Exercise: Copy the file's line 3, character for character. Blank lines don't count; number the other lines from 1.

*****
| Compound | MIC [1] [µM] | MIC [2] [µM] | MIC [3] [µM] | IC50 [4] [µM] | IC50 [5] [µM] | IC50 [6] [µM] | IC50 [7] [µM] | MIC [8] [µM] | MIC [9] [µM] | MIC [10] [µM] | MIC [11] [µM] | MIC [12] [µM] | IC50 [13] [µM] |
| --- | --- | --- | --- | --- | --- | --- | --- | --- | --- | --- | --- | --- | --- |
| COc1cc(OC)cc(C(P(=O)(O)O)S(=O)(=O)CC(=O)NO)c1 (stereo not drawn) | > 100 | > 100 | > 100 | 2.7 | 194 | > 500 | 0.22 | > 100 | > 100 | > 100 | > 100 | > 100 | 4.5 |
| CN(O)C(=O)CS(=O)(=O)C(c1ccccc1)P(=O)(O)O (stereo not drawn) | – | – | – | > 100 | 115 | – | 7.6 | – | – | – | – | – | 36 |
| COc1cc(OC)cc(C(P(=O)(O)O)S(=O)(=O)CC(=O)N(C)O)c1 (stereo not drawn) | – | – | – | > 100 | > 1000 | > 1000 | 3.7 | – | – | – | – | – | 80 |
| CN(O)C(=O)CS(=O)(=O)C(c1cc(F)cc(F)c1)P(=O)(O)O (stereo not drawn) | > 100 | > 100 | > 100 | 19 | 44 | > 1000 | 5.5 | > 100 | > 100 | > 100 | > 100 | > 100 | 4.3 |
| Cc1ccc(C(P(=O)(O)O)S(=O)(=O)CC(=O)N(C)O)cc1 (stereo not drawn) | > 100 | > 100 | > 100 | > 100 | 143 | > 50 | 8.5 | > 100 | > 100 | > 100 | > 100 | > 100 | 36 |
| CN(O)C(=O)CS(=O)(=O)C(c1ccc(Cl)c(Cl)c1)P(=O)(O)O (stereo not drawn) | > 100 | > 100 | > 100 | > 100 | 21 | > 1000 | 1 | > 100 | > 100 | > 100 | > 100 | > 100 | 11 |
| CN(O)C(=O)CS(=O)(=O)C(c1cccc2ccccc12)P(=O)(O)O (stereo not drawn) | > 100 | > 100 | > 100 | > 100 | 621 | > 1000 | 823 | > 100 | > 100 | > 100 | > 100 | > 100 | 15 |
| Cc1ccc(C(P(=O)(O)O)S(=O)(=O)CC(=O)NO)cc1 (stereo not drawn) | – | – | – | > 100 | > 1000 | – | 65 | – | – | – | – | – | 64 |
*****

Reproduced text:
| COc1cc(OC)cc(C(P(=O)(O)O)S(=O)(=O)CC(=O)NO)c1 (stereo not drawn) | > 100 | > 100 | > 100 | 2.7 | 194 | > 500 | 0.22 | > 100 | > 100 | > 100 | > 100 | > 100 | 4.5 |